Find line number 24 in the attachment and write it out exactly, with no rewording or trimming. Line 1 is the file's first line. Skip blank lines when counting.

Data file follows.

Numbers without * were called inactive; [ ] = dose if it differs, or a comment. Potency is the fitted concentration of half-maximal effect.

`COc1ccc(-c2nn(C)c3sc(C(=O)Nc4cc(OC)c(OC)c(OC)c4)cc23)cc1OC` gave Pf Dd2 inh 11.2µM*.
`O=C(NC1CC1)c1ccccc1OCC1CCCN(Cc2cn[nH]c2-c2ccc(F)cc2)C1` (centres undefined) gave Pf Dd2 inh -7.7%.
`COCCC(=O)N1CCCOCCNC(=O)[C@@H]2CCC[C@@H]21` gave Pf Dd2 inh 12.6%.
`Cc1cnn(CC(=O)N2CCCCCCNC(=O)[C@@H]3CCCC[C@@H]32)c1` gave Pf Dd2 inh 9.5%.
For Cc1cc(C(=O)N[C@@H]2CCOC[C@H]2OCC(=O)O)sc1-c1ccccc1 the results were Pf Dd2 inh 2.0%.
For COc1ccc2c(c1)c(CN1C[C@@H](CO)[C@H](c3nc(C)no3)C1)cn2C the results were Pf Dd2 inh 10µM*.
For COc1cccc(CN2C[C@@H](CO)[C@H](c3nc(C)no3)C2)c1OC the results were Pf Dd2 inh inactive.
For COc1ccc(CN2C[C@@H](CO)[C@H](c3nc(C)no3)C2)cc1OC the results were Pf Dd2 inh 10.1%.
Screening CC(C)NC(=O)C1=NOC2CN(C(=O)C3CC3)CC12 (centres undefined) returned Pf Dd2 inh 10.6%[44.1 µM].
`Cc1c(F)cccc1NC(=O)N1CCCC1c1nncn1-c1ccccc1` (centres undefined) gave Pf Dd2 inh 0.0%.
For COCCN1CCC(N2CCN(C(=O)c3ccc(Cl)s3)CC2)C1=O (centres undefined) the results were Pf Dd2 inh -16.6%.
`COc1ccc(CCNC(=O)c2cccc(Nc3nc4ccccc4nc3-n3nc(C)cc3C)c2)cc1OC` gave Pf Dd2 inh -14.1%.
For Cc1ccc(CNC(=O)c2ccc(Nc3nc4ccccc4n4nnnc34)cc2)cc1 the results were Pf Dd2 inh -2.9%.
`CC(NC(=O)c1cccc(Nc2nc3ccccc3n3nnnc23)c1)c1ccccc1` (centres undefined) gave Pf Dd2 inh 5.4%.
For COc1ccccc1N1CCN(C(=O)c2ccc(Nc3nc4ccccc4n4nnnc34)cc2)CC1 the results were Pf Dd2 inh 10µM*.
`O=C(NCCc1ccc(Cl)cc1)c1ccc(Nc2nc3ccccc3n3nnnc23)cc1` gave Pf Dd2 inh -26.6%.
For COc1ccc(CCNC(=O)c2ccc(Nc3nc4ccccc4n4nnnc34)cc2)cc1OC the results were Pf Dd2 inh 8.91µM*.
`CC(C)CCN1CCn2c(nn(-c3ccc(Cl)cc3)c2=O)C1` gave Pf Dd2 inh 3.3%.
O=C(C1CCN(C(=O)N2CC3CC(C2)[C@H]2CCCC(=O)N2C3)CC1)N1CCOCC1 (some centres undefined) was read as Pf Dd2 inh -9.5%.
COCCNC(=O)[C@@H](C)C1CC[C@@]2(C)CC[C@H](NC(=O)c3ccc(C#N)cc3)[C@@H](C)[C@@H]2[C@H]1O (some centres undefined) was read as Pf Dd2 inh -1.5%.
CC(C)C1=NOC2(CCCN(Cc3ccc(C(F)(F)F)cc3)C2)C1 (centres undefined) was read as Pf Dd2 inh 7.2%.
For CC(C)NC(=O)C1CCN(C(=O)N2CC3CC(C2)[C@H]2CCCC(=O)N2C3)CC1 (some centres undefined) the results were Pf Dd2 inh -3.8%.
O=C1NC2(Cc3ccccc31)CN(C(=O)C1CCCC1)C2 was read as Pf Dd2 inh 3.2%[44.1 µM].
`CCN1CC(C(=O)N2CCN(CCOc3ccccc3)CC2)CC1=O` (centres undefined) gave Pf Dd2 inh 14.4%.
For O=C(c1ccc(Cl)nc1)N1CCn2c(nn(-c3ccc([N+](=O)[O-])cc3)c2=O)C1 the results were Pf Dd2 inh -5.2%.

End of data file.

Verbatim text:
O=C1NC2(Cc3ccccc31)CN(C(=O)C1CCCC1)C2 was read as Pf Dd2 inh 3.2%[44.1 µM].